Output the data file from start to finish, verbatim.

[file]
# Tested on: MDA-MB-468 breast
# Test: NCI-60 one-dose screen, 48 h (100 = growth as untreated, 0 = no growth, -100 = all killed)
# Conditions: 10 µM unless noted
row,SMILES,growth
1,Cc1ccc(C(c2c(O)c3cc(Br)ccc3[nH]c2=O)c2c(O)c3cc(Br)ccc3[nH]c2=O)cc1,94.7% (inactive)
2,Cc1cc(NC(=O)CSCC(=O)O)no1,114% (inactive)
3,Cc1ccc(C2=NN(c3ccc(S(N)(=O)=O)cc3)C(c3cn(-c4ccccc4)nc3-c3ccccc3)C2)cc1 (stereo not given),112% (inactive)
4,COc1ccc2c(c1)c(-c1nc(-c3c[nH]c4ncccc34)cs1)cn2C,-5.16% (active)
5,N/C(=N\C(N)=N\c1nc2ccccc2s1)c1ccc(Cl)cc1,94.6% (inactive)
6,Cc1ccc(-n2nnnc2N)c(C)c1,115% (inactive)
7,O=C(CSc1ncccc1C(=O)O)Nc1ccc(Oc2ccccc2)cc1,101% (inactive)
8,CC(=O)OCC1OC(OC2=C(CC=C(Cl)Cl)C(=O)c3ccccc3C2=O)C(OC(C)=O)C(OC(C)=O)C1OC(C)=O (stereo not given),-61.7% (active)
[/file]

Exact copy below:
# Tested on: MDA-MB-468 breast
# Test: NCI-60 one-dose screen, 48 h (100 = growth as untreated, 0 = no growth, -100 = all killed)
# Conditions: 10 µM unless noted
row,SMILES,growth
1,Cc1ccc(C(c2c(O)c3cc(Br)ccc3[nH]c2=O)c2c(O)c3cc(Br)ccc3[nH]c2=O)cc1,94.7% (inactive)
2,Cc1cc(NC(=O)CSCC(=O)O)no1,114% (inactive)
3,Cc1ccc(C2=NN(c3ccc(S(N)(=O)=O)cc3)C(c3cn(-c4ccccc4)nc3-c3ccccc3)C2)cc1 (stereo not given),112% (inactive)
4,COc1ccc2c(c1)c(-c1nc(-c3c[nH]c4ncccc34)cs1)cn2C,-5.16% (active)
5,N/C(=N\C(N)=N\c1nc2ccccc2s1)c1ccc(Cl)cc1,94.6% (inactive)
6,Cc1ccc(-n2nnnc2N)c(C)c1,115% (inactive)
7,O=C(CSc1ncccc1C(=O)O)Nc1ccc(Oc2ccccc2)cc1,101% (inactive)
8,CC(=O)OCC1OC(OC2=C(CC=C(Cl)Cl)C(=O)c3ccccc3C2=O)C(OC(C)=O)C(OC(C)=O)C1OC(C)=O (stereo not given),-61.7% (active)